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Jason Whitlock compares 'groundless' BYU racial heckling allegations to lies that 'got Emmett Till killed'

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BlazeTV host Jason Whitlock on Monday compared the discredited story that a Brigham Young University fan hurled racial slurs at a black Duke volleyball player to the false allegations made against Emmett Till, a black boy who was brutally murdered in 1955 in Mississippi after a white woman claimed he had harassed her.

In an appearance on "Tucker Carlson Tonight," Whitlock lambasted the mainstream media coverage of an alleged racial incident at an Aug. 26 volleyball match. A non-student fan was banned by BYU officials after the family of Rachel Richardson, a Duke volleyball player, claimed she had been called the N-word multiple times during the game.

On Sept. 9, BYU said it had completed an investigation into the alleged incident and concluded there was no evidence that anything inappropriate was shouted. The school lifted the ban on the fan who was falsely accused of hurling racial slurs.

"This story never made sense. From day one, it was obvious this young woman's godmother, with her own racist past over social media, concocted, exaggerated this," Whitlock told Fox News host Tucker Carlson.

He accused biased news reporters of seizing on "fake racial incidents" to cover for the "anti-black racism" of the Democratic Party. Whitlock accused Democrats of telling faith-based black voters they must "hop on board with every satanic movement" when it comes to abortion and transgender issues.

"If you understand the history of black people, there's nothing more racist than that," Whitlock said. "They don't want to talk about that. They want to talk about these make-believe scenarios that never made an ounce of sense."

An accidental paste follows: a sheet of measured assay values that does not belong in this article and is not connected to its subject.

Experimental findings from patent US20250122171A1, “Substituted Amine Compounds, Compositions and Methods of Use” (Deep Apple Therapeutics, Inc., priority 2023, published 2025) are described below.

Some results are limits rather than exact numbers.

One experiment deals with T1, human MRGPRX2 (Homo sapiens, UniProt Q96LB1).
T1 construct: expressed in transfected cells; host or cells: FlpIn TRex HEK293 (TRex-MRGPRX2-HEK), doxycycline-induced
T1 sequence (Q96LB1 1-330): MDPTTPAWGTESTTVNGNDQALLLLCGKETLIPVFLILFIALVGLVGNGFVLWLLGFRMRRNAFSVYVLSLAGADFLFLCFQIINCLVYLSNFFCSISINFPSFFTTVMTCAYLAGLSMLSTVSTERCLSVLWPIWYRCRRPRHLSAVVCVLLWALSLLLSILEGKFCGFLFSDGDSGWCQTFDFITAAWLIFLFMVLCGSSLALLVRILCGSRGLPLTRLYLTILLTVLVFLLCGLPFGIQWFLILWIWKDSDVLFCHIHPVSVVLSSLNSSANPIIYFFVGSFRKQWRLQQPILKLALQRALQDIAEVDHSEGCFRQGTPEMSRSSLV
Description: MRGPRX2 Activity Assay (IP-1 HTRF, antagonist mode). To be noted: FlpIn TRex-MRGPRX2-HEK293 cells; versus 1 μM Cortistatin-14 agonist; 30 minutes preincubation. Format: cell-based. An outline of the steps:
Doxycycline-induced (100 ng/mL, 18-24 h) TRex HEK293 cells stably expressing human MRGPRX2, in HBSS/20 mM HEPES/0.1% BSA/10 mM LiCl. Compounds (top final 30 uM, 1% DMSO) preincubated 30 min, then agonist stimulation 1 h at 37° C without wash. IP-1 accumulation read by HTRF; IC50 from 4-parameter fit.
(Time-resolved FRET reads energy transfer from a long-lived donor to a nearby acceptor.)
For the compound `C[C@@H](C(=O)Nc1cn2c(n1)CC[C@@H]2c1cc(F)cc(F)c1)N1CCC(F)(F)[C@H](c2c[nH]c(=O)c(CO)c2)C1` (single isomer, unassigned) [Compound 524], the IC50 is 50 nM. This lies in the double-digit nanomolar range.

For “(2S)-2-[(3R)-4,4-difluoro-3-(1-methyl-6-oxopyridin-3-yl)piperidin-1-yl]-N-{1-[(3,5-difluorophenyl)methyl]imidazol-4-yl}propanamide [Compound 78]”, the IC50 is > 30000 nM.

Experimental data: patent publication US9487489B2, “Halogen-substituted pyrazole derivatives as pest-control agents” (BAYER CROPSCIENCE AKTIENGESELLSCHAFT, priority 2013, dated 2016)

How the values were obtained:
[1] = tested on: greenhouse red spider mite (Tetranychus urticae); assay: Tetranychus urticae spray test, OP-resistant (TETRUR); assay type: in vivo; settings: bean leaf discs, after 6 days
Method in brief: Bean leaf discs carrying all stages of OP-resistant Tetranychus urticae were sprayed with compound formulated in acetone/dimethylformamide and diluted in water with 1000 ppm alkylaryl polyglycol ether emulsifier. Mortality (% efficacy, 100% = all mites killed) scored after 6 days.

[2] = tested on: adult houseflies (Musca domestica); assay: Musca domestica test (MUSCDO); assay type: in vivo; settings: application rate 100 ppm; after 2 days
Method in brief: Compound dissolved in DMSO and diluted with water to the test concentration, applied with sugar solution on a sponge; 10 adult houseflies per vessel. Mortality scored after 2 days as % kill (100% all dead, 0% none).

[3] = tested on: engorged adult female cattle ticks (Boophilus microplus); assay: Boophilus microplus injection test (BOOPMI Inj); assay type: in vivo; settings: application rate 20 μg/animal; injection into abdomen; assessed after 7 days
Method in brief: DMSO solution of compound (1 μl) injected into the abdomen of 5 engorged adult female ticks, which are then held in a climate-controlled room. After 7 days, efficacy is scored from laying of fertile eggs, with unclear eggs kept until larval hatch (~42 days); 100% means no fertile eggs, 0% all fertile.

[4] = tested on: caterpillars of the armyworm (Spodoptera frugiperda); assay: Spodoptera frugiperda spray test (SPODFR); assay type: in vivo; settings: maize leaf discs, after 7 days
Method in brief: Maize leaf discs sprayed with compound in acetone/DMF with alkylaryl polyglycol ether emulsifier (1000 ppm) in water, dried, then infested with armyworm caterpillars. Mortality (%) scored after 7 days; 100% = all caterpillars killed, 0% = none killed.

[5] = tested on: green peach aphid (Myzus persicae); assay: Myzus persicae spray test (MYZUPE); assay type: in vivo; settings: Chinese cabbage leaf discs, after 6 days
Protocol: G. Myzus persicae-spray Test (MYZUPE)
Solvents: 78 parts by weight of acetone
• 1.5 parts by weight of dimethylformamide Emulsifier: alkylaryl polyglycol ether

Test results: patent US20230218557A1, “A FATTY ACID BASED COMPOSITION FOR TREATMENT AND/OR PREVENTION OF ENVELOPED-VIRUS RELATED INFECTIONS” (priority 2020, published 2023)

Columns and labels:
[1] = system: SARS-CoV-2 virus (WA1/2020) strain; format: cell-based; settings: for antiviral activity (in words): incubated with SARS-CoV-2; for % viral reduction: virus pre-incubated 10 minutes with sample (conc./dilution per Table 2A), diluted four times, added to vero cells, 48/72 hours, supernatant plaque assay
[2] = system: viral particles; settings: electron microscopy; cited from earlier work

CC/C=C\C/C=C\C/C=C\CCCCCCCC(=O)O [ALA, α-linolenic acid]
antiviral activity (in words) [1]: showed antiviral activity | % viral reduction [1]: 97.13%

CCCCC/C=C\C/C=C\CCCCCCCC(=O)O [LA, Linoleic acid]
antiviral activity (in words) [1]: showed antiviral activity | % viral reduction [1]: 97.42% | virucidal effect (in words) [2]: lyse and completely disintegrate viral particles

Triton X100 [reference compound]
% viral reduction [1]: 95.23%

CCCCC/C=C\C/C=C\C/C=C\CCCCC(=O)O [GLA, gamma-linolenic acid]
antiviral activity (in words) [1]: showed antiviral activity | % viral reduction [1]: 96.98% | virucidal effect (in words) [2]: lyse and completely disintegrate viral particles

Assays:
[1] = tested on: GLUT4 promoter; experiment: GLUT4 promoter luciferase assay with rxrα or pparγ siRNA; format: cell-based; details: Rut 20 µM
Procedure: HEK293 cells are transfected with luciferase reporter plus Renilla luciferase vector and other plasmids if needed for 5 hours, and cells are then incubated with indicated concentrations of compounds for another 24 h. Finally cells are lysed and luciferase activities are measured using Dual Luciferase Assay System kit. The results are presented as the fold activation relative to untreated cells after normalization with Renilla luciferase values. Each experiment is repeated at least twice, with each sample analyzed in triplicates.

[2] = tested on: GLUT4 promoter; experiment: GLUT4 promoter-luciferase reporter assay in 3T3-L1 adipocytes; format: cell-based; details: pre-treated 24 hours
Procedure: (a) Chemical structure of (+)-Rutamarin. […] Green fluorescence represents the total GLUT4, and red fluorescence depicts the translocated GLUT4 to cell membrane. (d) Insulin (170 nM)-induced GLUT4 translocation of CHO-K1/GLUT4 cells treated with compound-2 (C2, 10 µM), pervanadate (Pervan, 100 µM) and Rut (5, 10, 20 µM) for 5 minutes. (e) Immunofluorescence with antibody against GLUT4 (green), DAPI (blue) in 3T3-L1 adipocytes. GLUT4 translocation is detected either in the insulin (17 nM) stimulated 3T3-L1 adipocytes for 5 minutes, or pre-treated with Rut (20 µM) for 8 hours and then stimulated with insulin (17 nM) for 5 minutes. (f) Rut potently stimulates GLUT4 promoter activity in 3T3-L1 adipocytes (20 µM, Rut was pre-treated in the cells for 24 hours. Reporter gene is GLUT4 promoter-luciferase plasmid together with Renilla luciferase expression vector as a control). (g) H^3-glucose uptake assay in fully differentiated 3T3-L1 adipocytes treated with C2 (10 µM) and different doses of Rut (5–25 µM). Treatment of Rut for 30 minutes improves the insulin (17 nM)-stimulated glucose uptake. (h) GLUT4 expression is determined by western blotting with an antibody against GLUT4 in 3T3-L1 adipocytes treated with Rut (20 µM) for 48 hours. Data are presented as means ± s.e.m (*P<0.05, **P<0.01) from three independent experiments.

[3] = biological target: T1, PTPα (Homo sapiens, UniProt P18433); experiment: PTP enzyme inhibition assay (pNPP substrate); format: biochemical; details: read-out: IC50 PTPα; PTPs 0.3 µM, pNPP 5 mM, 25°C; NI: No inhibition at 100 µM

He continued: "This game was televised. This volleyball match was televised, no one made a sound. No one looked in the stands. No one acted as if anybody was being heckled [with] racial slurs. This was a game of telephone between this 19-year-old girl and her godmother, and the media just ran with it."

Whitlock concluded by comparing the controversy to the lynching of Emmett Till. Till was a 14-year-old black boy who, in 1955, was brutally murdered by two white men after Carolyn Bryant, a white woman, said Till had groped her, made crude remarks, and wolf-whistled at her. Till's murderers, Roy Bryant and J.W. Milam, were found not guilty of the crime by an all-white jury but confessed to the crime a year later in 1956. They were not retried. Decades later, Bryant admitted the accusations were false.

"This to me, Tucker, is no different than the Carolyn Bryant woman in 1955 in Mississippi," he said. "This type of accusation, groundless accusation, is what got Emmett Till killed. And at BYU, they originally accused a special needs young man of doing this without any evidence, based off this woman's word ... her godmother, who wasn't there, and her father, who wasn't there. They gathered up a lynch mob and blamed it on this 19-year-old kid.

"These guys don't want to end racism. They want to cover up their own racism and then impose racism on people they don't like."

Here's more on the controversy:

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